Prince Snow Farm


Celiac Disease and Eating Gluten Free

Even if you do not eat gluten-free, PLEASE read this post and tweet it or e-mail it to your friends.

This May will make 2 years since our 9 year old was diagnosed with Celiac Disease. I have been wanting to do a post on Celiac and gluten for some time. 
(factual information borrowed from

Definition of GLUTEN

: a tenacious elastic protein substance especially of wheat flour that gives cohesiveness to dough

First off, and most importantly:

"Celiac Disease is not a food allergy - it is an autoimmune disease. Food allergies, including wheat allergy, are conditions that people can sometimes grow out of. This is not the case with Celiac Disease."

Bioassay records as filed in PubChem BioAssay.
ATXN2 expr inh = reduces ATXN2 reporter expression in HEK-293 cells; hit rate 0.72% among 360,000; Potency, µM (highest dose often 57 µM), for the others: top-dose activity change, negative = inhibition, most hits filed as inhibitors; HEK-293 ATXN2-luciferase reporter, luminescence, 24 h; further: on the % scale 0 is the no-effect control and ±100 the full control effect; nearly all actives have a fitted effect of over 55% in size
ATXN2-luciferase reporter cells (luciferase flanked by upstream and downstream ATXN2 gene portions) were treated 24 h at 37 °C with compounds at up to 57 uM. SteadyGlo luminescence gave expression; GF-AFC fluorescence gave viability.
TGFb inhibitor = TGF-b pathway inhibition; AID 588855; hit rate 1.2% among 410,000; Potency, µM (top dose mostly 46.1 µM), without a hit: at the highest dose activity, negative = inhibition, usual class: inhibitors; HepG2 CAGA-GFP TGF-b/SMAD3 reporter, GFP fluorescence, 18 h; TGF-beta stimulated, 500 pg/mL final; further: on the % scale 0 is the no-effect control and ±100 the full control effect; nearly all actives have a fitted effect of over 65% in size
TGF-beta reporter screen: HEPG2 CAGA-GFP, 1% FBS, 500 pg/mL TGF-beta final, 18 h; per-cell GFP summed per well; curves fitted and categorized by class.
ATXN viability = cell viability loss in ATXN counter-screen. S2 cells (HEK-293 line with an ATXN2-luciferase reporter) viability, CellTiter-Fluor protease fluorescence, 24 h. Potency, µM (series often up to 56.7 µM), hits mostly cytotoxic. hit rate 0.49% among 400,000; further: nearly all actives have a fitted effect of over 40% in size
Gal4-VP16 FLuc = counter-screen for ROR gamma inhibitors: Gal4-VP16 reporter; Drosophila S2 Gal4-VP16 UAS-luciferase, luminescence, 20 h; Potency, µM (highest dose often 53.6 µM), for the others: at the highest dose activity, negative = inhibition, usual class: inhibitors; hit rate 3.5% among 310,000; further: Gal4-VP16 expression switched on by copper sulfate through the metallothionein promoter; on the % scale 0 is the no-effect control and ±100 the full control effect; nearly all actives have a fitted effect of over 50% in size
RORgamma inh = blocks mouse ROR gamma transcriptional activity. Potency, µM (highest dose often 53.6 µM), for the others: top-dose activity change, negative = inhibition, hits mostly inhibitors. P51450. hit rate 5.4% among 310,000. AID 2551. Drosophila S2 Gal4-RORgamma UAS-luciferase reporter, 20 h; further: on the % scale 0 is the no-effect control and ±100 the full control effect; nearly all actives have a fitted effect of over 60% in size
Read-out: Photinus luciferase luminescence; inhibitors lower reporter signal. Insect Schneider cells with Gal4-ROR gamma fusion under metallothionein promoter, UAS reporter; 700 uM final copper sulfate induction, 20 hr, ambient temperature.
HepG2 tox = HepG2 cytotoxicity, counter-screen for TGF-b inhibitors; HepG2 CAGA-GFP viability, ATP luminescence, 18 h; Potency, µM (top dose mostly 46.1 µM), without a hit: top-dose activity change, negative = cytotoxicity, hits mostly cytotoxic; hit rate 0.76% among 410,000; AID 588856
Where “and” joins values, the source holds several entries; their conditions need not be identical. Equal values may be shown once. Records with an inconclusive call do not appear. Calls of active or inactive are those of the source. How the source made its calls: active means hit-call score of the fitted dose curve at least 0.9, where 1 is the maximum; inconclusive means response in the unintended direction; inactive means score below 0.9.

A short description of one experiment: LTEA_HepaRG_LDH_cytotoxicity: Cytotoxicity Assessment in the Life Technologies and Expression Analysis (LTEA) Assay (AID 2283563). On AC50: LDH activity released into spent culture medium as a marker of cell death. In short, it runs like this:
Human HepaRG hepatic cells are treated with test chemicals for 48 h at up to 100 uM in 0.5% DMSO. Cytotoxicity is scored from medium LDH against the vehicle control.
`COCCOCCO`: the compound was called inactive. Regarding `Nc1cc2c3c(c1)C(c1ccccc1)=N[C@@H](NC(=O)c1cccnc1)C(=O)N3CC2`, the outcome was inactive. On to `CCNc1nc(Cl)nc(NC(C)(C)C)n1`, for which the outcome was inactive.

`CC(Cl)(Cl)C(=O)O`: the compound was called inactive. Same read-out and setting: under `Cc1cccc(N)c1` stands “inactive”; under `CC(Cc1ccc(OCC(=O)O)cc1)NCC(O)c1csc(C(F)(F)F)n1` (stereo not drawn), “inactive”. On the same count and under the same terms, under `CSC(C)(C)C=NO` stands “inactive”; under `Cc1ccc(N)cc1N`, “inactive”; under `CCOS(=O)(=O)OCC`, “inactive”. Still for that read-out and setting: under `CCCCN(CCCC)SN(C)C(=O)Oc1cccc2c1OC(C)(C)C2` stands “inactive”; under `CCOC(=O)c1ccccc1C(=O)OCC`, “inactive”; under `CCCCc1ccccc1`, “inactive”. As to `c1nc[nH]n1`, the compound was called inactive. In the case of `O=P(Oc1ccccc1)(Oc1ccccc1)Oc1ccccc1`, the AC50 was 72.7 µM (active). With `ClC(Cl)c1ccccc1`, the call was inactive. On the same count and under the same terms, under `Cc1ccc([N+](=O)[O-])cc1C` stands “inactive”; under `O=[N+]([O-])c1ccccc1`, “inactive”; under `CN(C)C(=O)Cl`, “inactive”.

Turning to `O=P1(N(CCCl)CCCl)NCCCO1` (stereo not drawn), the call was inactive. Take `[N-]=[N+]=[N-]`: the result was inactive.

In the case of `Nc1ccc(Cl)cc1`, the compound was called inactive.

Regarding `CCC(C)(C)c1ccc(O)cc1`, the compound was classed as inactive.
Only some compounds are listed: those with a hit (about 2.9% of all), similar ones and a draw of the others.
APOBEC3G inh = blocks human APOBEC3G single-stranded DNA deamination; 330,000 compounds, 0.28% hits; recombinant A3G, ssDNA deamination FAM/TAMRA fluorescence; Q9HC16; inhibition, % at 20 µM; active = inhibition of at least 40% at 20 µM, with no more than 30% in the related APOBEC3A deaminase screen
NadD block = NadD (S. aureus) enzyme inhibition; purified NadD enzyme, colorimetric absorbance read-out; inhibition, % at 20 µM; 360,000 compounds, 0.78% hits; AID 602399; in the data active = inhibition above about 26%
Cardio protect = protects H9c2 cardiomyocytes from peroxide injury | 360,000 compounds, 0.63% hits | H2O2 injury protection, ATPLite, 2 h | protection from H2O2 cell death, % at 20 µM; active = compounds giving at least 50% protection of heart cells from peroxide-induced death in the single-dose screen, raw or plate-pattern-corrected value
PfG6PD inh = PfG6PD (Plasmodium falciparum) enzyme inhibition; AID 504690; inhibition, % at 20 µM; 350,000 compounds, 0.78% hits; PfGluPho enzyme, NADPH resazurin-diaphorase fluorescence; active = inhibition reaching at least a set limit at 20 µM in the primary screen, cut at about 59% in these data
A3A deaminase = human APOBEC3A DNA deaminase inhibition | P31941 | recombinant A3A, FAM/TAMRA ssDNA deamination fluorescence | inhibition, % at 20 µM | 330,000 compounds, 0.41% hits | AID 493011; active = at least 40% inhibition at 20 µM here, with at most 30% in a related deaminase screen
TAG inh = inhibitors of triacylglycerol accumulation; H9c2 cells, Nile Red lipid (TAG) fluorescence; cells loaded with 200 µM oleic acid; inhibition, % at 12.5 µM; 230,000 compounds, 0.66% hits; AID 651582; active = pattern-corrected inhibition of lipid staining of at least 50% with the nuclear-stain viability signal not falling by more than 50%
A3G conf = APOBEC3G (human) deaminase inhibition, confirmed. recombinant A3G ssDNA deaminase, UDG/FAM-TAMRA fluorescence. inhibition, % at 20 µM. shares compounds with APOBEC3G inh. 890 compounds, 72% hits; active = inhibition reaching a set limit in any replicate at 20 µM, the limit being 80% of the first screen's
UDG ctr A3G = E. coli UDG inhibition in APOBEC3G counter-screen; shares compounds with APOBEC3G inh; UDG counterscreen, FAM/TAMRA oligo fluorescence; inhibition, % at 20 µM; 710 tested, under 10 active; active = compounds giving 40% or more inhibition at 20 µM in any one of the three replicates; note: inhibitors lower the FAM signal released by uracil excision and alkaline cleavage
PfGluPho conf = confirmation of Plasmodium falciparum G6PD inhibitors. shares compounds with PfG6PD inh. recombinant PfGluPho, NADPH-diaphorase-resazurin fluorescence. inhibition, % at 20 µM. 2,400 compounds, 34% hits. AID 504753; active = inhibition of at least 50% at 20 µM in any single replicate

So no, C will not have an immediate reaction to's not like someone who is allergic to peanuts eating peanut butter. That is usually  immediate, and life-threatening.

With Celiac Disease, often people go undiagnosed for years. Unfortunately, because Celiac is an autoimmune disease, this can have long term effects on the body, especially the organs. The immediate autoimmune reaction happens in the intestines of Celiac sufferers.

C had been having belly aches for years. But she was little, and expressed the belly pains as hunger. So we would feed her. Yep, pasta, bread, cookies....all the things that were actually making her more sick. (Unrelated to her Cyclic Vomiting we think).  She would express the belly aches right before bed, so we would give her a snack before bed. When she was finally old enough to truly express the pain, we told our pediatrician at her physical. The pediatrician also noticed that C hadn't grown AT ALL since her previous check-up. She ordered a Celiac blood screening. It came back with "very strong" results. Endoscopy at Children's Hospital Boston confirmed this.